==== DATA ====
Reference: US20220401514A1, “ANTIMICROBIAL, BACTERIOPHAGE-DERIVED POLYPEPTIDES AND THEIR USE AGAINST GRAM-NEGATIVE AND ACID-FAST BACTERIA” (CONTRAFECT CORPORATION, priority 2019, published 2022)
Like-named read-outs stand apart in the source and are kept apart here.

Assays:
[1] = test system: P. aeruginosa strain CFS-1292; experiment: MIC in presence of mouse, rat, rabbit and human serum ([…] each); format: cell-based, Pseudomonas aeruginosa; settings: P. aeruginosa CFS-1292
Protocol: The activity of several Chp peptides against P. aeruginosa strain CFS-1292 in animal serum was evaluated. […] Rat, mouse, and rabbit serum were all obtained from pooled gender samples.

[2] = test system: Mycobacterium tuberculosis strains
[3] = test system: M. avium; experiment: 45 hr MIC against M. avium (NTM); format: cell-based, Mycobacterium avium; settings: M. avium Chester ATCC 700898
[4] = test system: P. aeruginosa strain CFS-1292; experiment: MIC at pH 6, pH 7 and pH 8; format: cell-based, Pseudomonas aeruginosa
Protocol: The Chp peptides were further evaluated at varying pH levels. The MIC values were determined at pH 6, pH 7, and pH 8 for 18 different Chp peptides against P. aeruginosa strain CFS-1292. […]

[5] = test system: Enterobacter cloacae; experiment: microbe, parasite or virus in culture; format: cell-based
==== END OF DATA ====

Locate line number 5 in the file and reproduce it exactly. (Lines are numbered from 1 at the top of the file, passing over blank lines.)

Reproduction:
Protocol: The activity of several Chp peptides against P. aeruginosa strain CFS-1292 in animal serum was evaluated. […] Rat, mouse, and rabbit serum were all obtained from pooled gender samples.